legitimate birdie hole. Pebble Beach it isn't. Still, it's way too
hard for most of the guys in the Fox Cities Amateur. ''This is a
great course,'' says Mike Spencer, 42, ''because you can get away
with a lot of bad swings.'' Spencer knows whereof he speaks. Flat and
tight, winding through a residential neighborhood, the course
resounds not only with screams of ''fore'' but also with the urgent
screams of duffers who have sliced and hooked and otherwise strayed
from the beaten path. ''We try to hit it straight,'' says Toby
Tyler, 38, who tied for sixth with a par 142, ''and when we don't, we
just try again.''
The Fox Cities Amateur is the highlight of summer golf in
Appleton. The tournament can accept only the first 260 entrants
(including 20 women), but tourney director Michael King says he
easily could have had 400 players.
The competitors generally dress in Goodwill hand-me-downs -- or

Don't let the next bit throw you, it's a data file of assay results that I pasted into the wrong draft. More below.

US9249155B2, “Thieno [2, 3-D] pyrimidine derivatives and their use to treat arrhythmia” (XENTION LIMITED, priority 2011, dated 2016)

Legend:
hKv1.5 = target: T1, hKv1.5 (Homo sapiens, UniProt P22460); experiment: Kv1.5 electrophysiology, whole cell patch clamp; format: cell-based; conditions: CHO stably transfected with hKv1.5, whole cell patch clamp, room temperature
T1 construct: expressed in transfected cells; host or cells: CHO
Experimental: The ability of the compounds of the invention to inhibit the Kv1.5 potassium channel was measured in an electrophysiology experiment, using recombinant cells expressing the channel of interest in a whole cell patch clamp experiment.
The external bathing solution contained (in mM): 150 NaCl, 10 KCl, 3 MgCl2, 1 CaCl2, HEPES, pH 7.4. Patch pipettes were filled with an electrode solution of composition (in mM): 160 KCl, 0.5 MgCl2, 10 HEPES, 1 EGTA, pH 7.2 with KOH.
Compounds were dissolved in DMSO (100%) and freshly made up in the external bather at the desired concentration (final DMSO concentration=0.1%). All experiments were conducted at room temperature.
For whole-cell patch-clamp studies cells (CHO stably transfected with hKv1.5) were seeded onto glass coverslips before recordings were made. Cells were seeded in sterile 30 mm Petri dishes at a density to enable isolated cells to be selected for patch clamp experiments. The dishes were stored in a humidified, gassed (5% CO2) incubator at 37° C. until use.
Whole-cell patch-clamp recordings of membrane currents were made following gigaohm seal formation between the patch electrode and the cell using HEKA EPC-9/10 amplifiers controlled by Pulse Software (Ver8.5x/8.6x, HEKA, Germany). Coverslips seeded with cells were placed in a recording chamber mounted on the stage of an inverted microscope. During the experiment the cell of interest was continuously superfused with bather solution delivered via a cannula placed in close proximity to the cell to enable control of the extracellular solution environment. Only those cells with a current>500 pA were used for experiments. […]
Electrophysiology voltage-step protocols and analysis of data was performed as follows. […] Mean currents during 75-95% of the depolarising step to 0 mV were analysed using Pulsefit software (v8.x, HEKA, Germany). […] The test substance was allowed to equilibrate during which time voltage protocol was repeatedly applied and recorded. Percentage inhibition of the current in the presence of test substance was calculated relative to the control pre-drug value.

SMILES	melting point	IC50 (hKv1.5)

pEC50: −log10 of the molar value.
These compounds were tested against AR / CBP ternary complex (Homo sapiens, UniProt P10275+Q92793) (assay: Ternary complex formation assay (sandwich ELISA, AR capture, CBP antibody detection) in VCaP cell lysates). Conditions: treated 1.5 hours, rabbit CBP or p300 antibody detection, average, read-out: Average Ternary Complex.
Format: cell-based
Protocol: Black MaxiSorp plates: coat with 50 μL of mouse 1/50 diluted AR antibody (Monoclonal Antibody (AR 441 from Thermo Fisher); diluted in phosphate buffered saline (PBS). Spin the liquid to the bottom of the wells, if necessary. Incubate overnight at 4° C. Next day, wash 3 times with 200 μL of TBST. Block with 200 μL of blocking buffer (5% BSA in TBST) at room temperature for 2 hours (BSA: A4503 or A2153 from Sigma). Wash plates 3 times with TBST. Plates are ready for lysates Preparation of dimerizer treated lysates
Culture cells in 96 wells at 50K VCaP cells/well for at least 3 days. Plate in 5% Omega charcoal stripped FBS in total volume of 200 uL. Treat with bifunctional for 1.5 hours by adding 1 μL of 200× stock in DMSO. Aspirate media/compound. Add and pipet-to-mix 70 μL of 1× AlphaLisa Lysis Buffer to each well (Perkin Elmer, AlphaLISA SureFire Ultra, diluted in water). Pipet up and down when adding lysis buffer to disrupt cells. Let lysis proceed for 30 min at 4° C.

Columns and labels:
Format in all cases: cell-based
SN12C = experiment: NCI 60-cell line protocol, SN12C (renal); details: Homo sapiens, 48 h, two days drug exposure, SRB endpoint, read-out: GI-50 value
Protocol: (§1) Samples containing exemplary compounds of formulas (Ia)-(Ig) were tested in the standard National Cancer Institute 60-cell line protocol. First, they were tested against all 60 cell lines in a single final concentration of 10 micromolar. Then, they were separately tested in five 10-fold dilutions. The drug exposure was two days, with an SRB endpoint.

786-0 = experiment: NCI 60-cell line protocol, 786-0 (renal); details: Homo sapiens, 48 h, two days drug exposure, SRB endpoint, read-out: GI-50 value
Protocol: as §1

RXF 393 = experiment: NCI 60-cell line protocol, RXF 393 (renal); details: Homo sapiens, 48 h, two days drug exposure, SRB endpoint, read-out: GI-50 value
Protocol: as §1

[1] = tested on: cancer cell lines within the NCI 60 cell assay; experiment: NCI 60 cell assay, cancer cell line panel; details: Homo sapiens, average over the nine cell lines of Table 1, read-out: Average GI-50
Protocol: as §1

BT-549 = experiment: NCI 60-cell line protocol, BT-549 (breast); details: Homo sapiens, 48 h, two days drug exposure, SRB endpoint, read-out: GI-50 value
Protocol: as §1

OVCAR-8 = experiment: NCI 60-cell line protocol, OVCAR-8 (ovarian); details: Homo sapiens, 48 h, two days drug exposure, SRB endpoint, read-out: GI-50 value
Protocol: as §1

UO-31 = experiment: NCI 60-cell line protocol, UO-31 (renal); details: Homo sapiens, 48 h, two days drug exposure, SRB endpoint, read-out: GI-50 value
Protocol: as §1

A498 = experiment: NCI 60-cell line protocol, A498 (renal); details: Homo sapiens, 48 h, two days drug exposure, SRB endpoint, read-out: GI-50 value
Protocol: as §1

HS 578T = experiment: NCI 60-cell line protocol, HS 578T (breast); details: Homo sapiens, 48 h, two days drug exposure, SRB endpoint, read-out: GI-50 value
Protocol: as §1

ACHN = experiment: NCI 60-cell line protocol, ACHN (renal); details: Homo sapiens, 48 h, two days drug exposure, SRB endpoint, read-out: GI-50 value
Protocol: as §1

worse. In fairness, however, it must be pointed out that the winner
of the tournament, Troy Sprister, 2l, of Appleton, who shot a
four-under 138, was resplendent in red knickers. Sprister, who is a
college golfer for Ferris State in Big Rapids, Mich., has never
considered going out on the pro tour. Now, though, with his
one-stroke win in this tournament, ''I will have to rethink my
future.'' It's heady stuff when you win the Fox Cities.
The big favorite had been J.P. Hayes, 21, of Appleton, who plays
at the University of Texas in El Paso and had won the Wisconsin State
Amateur earlier in the week. The pressure to win in his hometown must
have gotten to him, though, as he went from a first-round 66 to a
second-round 75 and a fourth- place finish. But that's O.K. Hayes is
still the biggest name in Wisconsin | golf since Bobby Brue, and he
is considered better at this stage of his development than was
Madison's Andy North. J.P.'s father, John, says of his son's pro
chances, ''He has the heart for it, but does he have the game?''
The other top spots in the tournament were also dominated by
youth. Second place went to Mark Bayer, 18, who was state high school
champ last year and is heading for Murray State in Kentucky. He was
followed by David Hackworthy, 24, who in 1984 completed a successful